In the case of minerals found in a bag of commercially prepared feed, the form of mineral used as an ingredient can be looked at. There are a variety of types of minerals that can be used as ingredients, with varying levels of bioavailability, or ability to be absorbed by the animal, for each of them.
- Inorganic trace minerals, namely oxides and sulfates, are the most common, with oxides having about half the bioavailability of sulfates, except in the case of copper and zinc. These would be seen on a feed tag as “zinc oxide” or “copper sulfate”.
- Organic* trace minerals, namely “chelates” and “complexes”, are two forms of minerals that are gaining popularity in horse feeds due to their increased digestibility.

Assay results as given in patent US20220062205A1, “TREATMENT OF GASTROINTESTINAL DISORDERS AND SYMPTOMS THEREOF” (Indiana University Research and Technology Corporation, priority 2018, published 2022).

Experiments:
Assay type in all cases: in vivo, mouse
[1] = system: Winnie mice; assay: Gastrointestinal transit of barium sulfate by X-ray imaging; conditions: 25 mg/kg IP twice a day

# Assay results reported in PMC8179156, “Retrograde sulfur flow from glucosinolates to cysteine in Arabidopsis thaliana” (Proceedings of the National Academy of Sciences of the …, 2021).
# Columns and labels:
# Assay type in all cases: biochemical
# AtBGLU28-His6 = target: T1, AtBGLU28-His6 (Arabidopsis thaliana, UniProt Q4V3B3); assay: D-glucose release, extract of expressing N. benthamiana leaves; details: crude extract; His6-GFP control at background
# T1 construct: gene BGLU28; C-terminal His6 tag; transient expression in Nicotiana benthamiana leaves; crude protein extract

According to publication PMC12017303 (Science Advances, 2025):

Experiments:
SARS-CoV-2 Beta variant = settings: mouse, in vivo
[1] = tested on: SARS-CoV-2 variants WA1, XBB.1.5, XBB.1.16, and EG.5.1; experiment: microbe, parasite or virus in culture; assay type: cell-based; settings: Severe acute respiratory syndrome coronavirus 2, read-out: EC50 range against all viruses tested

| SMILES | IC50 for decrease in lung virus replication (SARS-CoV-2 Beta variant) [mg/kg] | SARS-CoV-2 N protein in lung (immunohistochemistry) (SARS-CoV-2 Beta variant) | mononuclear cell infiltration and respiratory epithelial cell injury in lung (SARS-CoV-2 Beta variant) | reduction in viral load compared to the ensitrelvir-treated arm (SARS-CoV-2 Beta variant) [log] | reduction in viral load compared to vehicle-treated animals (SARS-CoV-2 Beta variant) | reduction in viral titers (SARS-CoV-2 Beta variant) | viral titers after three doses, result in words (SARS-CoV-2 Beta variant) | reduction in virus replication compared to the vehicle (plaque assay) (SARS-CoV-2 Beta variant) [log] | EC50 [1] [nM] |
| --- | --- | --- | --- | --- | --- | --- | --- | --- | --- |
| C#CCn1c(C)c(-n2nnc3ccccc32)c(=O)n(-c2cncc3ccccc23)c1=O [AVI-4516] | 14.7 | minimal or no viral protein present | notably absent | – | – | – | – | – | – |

- Chelates are a mineral molecule tied to a string of general amino acids. These are seen on feed tags as “zinc amino acide chelate”.
- Complexes (the more bioavailable of the two) are minerals tied to a specific amino acid that is known to assist in the availability. These are seen on feed tags as “zinc methionine complex”.
Premium horse feeds often contain one of the two forms of organic trace minerals, as they are the more bioavailable forms. They are generally used in combination with the inorganic forms to acheive the desired level, without skyrocketing the price of the feed.
For more information on trace minerals in horse feed, visit ZinPro’s website – ZinPro is a key supplier of trace minerals in the feed industry.
*Please note that “organic” is not referencing certified organic products like you would purchase at a grocery store – instead it is a scientific reference to the chemical makeup of the mineral.